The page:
o. co-:itrol force and helix angle made in this manner
:-- c -.-ri Rred with flight measurements in figure 16 for
in-icted' airspeeds of 155 and 358 miles per hour.
A- recoim':ended in reference 2, helix angles were
pb 0.80C
Sst i~ated as where C1 is the total aileron
2V C p
rollin.-:-.oment coefficient and a value of 0.57 was
u-ed a; the damping-moment coefficient Cp Although









NACA ARR No. L5Ella


the angles of attack selected for these estimates
correspond to rated-power flight at the appropriate
seeds, the model aileron data were obtained in power-
off static tests. Inasmuch as the tunnel measurements
were made for right rolls only, the tunnel estimates
are exactly symmetrical for right and left rolls,
whereas the flight results are not. Agreement in the
curves of helix a'--le is excellent in the ra-~ e where
coe -.arison was possible. There is, however, some
indication that the tunnel estimates, based on the
arbitrary 0.3 factor, n' It be slightly optimistic for
hi-h deflections at high speed. At the low airspeed,
agreement in the force curves is good except at the
highest aileron deflections, where the control forces
for given aileron deflections are slightly higherr in
the flight records than in the tunnel estimates. At
the high soeed, the control force required in flight
for a total aileron deflection of 14i is approximately
40 Pounds (or 73 percent) greater then the force
indicated by the estimated curve. The greater dis-
crepancies in the control forces at the high speed are
believed largely due to the effects of aileron fabric
distortion. As in the case of tne elevator, the
aileron fabric was found in the flight tests to undergo
considerable distortion at this high speed. The
distortion was in a direction to produce higher control
forces.

If the assumption of linear tab effectiveness is
not entirely valid, actual wind-tunnel tests with a
5:8 tab linkage would indicate the control forces
somewhat lower than those estimated herein for the
3:8 linkage at the higher deflections.

Sideslip due to aileron deflection.- Curves of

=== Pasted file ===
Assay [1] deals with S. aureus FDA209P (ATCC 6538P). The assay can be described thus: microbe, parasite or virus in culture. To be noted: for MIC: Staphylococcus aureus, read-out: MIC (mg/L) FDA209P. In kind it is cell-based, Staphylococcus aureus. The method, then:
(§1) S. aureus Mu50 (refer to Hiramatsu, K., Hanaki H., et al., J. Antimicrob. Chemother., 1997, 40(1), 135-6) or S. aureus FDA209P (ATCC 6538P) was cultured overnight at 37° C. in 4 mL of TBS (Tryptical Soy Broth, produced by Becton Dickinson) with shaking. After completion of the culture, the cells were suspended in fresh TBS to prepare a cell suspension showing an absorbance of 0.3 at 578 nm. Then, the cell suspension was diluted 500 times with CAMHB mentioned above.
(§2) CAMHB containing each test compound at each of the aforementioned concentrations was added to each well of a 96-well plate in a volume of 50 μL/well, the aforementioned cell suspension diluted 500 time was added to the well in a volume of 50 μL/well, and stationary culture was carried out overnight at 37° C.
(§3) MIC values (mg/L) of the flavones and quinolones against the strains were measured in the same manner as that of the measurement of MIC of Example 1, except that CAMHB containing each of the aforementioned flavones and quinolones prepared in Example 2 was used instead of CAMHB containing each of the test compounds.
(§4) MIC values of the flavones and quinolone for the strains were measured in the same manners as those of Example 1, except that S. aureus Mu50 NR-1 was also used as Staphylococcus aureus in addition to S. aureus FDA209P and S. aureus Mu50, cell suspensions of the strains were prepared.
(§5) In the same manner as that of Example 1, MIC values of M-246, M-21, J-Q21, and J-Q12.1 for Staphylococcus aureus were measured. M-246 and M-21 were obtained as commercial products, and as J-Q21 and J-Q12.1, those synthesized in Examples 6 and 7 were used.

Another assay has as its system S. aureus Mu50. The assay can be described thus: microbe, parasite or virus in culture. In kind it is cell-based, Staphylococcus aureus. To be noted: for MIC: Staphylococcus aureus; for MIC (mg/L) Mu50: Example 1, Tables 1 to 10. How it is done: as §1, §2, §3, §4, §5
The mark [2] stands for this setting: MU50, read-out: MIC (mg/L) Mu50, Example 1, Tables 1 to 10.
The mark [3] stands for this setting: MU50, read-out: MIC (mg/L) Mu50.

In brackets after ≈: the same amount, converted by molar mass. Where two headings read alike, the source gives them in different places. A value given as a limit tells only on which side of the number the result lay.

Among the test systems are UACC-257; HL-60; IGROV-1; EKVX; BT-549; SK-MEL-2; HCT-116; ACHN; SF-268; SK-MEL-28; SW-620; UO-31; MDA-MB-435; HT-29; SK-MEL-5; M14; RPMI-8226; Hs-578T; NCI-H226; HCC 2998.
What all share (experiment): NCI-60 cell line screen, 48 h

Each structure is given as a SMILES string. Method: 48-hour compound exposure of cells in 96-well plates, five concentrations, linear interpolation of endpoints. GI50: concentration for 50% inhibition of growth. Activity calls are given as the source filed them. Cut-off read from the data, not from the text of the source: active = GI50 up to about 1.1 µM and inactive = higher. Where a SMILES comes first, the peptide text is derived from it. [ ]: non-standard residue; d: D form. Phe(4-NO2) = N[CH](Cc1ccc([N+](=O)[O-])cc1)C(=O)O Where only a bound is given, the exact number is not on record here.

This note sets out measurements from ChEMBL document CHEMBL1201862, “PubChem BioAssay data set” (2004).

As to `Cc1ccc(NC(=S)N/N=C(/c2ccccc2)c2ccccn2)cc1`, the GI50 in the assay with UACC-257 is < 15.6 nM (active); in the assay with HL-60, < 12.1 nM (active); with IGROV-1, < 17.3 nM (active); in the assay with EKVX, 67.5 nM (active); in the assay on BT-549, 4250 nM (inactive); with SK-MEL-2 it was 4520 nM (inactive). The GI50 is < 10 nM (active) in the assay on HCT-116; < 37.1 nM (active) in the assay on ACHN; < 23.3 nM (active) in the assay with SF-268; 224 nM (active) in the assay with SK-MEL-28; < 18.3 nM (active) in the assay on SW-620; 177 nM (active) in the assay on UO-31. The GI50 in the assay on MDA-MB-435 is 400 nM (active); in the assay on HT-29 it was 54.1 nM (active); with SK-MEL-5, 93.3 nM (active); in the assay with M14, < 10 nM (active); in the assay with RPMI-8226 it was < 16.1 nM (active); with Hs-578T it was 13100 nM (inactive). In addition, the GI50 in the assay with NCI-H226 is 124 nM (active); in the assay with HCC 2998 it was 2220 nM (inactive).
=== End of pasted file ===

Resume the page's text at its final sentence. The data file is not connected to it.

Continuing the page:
sides!-.'- sn 1. si.i ri.iLing vA..c_ l yr against time in
an abrupt rudder-fixed aileron roll out of a 300 banked
turn are shown in figure 17. In addition to the sn;:jli-
fied sideline estimate of reference 2, the motions have
been calculated by the operational method of reference 3
and also by the tabular-integration method of reference 4,
in which slope variations in the curves of rolling-
moment, yawing-mnoment, and side-force coefficients
n ainst n-le of sideslio are taken into consideration.
This method of tabular inteicration has been shown in
reference 4 to be more reliable for -eneral use than
methods requiring 7 the assumption of constant slopes.









:'ACA A :-o. L5Hlla 13


\r- clhe subject airline, .".: ch exhibited essentially,
crtr:t :-.t 3o1nes, the three i:iethods of cor ut action based
or. In- -tlnnel results re epos1r to L Sve very sir.ilar
r-.. ... respect to rai::r u: sideslir an-"e, all o
..1.. -~:troxirately 4o higher thane: the flish.t-test
I-. A.:.n- tae factors possibly contributing to the
1-: .:_' -erfect agreement is t: i rlence between the
*:r.s a:rt reous control deflection assus:.ed for the cc'I.ou-
t.cT-'.nZ rind the actual control ;:ovemr..nt in the fli 't
t-:t. Another factor influernciv7: t.: results m:ay be the
S.i- n normal acceleration experienced by the airalane
in it: rill out of the turn. Altho.' no fl-ht record
cf i:---i e acceleration was obtained for the test in
q.:.sti'n, similar fli-i '-test results indicate t:*Pt a
c..n:...er. s:e variation :.e-- have occurred during the
.*:--.=. Analysis indicates that the change in normal
-' L-.-r' iLon and, conseaque ntl, lift coefficient may
-:.tr:-,....c- conditions considerably different fror those
c- :-,rel in the theoretical calculations.

A -i le static estimate of the amount, of rudder
.i-l::-..~ i required to maintain zero sideslip in en